By Heather Cox Richardson
A little more than two years ago, on July 9, 2021, President Biden signed an executive order to promote competition in the U.S. economy. Echoing the language of his predecessors, he said, “competition keeps the economy moving and keeps it growing. Fair competition is why capitalism has been the world’s greatest force for prosperity and growth…. But what we’ve seen over the past few decades is less competition and more concentration that holds our economy back.”
In that speech, Biden deliberately positioned himself in our country’s long history of opposing economic consolidation. Calling out both Roosevelt presidents—Republican Theodore Roosevelt, who oversaw part of the Progressive Era, and Democrat Franklin Delano Roosevelt, who oversaw the New Deal—Biden celebrated their attempt to rein in the power of big business, first by focusing on the abuses of those businesses, and then by championing competition.
Biden promised to enforce antitrust laws, interpreting them in the way they had been understood traditionally. Like his progressive predecessors, he believed antitrust laws should prevent large entities from swallowing up markets, consolidating their power so they could raise prices and undercut workers’ rights. Traditionally, those advocating antitrust legislation wanted to protect economic competition, believing that such competition would promote innovation, protect workers, and keep consumer prices down.
In the 1980s, government officials threw out that understanding and replaced it with a new line of thinking advanced by former solicitor general of the United States Robert Bork. He claimed that the traditional understanding of antitrust legislation was economically inefficient because it restricted the ways businesses could operate. Instead, he said, consolidation of industries was fine so long as it promoted economic efficiencies that, at least in the short term, cut costs for consumers. While antitrust legislation remained on the books, the understanding of what it meant changed dramatically.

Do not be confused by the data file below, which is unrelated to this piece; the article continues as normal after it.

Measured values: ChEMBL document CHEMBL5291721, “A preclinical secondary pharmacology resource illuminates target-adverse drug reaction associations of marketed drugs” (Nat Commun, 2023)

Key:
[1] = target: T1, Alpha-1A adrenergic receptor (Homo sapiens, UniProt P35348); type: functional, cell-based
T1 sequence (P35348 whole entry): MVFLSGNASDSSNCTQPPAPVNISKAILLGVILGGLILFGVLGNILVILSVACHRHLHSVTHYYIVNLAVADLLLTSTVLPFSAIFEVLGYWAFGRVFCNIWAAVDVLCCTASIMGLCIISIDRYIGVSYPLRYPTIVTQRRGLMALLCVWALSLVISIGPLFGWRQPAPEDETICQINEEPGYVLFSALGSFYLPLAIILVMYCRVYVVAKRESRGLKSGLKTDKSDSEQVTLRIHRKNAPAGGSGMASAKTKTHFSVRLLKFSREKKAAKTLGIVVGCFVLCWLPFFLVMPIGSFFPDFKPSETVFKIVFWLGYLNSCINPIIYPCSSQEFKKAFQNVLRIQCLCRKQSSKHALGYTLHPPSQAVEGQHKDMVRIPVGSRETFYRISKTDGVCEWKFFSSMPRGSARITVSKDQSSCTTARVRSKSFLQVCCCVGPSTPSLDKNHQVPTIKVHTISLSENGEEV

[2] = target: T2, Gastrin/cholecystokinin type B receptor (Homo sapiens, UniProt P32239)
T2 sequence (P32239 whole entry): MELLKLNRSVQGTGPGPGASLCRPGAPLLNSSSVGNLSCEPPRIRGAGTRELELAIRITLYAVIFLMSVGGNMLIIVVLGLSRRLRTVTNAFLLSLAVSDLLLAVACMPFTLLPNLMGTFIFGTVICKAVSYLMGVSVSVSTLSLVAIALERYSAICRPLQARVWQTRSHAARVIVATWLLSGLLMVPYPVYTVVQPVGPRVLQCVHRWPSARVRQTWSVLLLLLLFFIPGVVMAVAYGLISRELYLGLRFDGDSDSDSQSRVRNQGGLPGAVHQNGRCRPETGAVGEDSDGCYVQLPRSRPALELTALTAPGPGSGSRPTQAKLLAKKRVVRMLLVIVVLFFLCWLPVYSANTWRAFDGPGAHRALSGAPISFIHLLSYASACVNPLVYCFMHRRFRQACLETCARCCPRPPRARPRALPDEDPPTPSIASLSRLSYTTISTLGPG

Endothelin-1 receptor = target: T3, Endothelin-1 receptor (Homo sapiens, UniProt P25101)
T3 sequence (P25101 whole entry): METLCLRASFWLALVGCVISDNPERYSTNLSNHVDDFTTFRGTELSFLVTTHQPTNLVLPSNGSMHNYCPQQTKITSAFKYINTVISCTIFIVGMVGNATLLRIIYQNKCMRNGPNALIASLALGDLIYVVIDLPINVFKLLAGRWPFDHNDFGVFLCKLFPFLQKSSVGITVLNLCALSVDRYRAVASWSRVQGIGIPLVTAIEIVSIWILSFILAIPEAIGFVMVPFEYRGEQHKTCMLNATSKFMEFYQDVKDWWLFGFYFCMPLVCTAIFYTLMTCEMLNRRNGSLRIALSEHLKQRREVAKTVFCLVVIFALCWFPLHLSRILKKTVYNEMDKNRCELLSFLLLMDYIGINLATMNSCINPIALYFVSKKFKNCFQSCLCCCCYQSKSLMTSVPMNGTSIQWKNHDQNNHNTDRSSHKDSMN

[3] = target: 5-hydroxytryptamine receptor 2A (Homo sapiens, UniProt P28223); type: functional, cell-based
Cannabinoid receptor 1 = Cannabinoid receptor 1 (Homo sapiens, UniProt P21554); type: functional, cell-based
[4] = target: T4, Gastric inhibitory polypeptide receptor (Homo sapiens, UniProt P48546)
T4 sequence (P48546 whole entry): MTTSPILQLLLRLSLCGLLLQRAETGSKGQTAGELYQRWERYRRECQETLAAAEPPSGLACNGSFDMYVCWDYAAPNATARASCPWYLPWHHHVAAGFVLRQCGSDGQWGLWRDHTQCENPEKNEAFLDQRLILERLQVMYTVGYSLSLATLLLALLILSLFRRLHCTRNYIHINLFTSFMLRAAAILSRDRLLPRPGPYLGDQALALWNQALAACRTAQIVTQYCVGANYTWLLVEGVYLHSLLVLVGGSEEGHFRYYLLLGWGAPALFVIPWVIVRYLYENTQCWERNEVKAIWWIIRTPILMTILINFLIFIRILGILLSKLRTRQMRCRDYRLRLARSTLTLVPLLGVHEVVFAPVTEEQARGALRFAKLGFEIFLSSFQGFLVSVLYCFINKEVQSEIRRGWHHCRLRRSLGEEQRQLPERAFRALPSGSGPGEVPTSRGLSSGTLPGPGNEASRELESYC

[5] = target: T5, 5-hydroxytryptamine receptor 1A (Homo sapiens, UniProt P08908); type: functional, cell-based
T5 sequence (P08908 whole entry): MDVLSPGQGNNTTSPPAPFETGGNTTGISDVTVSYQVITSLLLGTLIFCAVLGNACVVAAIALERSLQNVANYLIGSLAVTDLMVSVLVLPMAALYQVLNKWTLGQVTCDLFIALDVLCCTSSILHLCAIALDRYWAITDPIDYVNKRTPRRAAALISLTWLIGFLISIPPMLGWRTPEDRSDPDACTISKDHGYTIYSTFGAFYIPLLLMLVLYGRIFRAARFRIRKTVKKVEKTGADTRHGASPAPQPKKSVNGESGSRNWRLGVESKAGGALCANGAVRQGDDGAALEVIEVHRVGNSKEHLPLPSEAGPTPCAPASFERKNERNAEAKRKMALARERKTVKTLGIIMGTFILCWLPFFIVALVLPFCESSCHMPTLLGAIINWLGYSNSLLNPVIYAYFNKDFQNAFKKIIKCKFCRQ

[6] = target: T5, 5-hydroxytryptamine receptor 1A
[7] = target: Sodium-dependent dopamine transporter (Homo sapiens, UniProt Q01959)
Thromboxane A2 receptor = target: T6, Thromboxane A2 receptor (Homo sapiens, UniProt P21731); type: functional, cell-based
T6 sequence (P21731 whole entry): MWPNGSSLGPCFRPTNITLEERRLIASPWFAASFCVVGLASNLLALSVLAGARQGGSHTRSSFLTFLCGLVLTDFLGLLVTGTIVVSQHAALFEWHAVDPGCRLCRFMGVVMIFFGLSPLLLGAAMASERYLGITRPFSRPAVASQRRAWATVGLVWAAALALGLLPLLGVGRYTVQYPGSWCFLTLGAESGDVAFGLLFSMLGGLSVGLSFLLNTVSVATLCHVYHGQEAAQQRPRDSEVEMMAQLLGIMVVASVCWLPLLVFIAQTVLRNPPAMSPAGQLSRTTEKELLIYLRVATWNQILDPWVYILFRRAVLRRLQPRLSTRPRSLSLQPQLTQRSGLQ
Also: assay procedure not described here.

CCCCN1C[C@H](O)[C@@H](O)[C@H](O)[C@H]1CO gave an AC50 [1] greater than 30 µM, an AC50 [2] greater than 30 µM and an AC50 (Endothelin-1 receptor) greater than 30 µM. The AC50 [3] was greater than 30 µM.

Reagan and his people advanced Bork’s position, abandoning the idea that capitalism fundamentally depends on competition. Industries consolidated, and by the time Biden took office his people estimated the lack of competition was costing a median U.S. household as much as $5000 a year. Two years ago, Biden called the turn toward Bork’s ideas “the wrong path,” and vowed to restore competition in an increasingly consolidated marketplace. With his executive order in July 2021, he established a White House Competition Council to direct a whole-of-government approach to promoting competition in the economy.